You will notice this symptom when you try to engage the clutch. Instead of engaging smoothly, it would skip around the flywheel, as it holds and releases the flywheel continuously.

The release will vibrate, feeling almost like a stutter. While it can happen in any gear, it's more often seen in cars starting from rest. The issue is usually a warped flywheel.

Also, it could just be the pressure plate, the clutch disc, or the release bearing that is at fault. They may be worn, warped, or broken. This can make it difficult to diagnose. A professional mechanic would come in handy here.

5. Vibrating clutch pedal

Your car flywheel is probably damaged if you notice the clutch pedal vibrating. The spring mount is the precise part of the flywheel that is responsible for this symptom. This diagnosis is simple because the spring mount mechanism normally reduces the vibration produced as you use the clutch.

Frequently asked questions about the flywheel?

This section attempts to answer some of the common questions that are often asked about the flywheel. Let’s begin!

Does a car need a flywheel?

Yes, all cars do. The singular fact that a flywheel is in every car proves this.

Does the flywheel spin in neutral?

No, the flywheel doesn’t spin in neutral. The reason is this: the clutch is connected to the wheel when the transmission is in neutral. The flywheel, however, starts to spin when you release the clutch pedal.

Does the flywheel add horsepower?

No. A car flywheel can't add horsepower. Instead, it ensures that the already existing horsepower is readily available by allowing for quicker throttle response and reduce drivetrain loss.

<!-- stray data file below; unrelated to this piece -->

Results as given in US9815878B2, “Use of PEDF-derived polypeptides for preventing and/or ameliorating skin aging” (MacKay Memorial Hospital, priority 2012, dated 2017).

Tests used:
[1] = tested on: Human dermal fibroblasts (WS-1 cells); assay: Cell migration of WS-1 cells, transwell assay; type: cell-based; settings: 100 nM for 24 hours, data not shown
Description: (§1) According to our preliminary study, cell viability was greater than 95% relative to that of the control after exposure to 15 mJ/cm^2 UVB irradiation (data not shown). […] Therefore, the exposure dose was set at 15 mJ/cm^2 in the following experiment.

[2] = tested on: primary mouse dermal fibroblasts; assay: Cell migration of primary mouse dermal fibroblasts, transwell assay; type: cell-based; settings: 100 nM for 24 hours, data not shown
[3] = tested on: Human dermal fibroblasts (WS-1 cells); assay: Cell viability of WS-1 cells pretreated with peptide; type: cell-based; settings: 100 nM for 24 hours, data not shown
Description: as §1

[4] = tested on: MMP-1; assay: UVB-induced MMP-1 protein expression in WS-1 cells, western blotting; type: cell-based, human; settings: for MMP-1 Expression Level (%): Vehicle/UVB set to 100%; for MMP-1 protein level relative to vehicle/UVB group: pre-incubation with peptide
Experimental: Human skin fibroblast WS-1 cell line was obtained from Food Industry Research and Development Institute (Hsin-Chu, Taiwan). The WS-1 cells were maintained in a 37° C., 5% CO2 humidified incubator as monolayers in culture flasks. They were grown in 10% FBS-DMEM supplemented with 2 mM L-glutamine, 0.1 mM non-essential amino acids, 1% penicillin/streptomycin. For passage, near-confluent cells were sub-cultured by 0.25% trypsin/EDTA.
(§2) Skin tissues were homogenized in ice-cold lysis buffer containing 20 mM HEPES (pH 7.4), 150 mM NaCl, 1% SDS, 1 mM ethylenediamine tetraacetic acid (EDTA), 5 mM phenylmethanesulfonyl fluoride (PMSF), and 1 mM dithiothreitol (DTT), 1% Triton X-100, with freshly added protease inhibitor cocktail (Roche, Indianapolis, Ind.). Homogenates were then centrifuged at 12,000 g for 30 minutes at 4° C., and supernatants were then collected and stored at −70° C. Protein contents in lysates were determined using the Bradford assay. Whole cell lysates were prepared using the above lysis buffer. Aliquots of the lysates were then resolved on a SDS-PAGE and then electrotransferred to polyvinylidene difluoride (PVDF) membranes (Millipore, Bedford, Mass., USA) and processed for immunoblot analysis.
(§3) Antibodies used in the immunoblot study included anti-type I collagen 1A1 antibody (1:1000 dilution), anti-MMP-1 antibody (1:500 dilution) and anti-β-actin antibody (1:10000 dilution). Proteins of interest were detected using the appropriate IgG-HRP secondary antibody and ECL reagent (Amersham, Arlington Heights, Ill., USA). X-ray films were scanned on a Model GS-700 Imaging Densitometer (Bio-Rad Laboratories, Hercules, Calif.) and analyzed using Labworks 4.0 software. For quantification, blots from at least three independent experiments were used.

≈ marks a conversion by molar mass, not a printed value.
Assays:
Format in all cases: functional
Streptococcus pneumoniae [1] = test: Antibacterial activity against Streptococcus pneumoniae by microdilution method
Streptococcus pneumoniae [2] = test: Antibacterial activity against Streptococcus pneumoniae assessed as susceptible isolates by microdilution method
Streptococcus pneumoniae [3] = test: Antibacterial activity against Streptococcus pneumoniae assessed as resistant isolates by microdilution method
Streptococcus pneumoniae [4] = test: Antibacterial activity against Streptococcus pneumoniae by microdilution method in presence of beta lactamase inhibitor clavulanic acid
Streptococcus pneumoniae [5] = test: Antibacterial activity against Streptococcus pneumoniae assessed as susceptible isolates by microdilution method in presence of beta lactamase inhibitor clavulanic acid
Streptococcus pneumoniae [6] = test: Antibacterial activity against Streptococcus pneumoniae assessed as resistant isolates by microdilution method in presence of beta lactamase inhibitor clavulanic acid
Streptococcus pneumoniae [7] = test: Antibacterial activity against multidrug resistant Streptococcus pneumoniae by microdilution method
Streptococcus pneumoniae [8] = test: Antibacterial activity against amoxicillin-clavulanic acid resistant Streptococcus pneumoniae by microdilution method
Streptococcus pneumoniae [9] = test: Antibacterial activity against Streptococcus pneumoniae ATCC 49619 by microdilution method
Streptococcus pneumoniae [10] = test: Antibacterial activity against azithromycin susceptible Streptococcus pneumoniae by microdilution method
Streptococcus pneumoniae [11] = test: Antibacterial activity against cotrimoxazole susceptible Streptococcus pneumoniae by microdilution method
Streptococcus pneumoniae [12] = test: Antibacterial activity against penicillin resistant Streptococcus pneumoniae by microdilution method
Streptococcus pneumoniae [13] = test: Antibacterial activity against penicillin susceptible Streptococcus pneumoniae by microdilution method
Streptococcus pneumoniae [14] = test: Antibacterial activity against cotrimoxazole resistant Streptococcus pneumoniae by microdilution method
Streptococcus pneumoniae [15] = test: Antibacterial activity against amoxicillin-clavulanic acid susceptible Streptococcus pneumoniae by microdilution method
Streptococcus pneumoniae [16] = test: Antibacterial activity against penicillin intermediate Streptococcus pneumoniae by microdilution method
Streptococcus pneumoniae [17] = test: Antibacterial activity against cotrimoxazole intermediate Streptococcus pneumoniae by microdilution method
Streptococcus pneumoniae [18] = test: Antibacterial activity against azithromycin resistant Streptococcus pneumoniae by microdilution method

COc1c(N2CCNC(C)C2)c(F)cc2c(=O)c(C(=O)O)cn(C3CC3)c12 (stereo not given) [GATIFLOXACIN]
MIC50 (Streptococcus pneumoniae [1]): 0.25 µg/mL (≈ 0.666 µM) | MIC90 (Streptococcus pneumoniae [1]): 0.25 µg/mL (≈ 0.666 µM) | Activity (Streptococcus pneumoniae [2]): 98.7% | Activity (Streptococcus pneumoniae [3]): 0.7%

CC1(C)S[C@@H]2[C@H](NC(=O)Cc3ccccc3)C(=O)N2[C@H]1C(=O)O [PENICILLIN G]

Can a car move in neutral?

No, it won’t. When in neutral, the transmission from the car engine can’t reach the differential and thus can’t carry power to the wheels. No power, no movement.

What happens if the flywheel breaks?

Several things can happen, but the most common one is your car losing power altogether.

Flywheel in a diesel engine vs. in a petrol engine

Flywheel in a diesel engine vs. in a petrol engine

Flywheels perform the same functions in both gas and diesel engines, but they go about it a bit differently. For one, the wheel for diesel engine vehicles is generally larger than those in petrol engine cars. Apparently, the greater bang in the former requires a larger wheel moment of inertia. What’s more, the additional stored energy that results from this is needed by the engine to complete its compression stroke.

How to prolong the life of a flywheel

To keep your wheel working for as long as possible, strictly adhere to the manufacturer’s maintenance guidelines. This is a no-brainer. Clean and replace cabinet air filters and flywheel bearing assembly when due.

Final word

As you have seen, Flywheel is an essential component in every automobile; petrol and diesel engine vehicles alike. We have taken the time to carefully break down the flywheel and how it works.

The article also discussed the various functions of flywheels in vehicles and the materials manufacturers use to construct them. Since flywheel, like other car components, is prone to damage, the article also touches on signs to look out for. We have also clearly answered some frequently asked questions.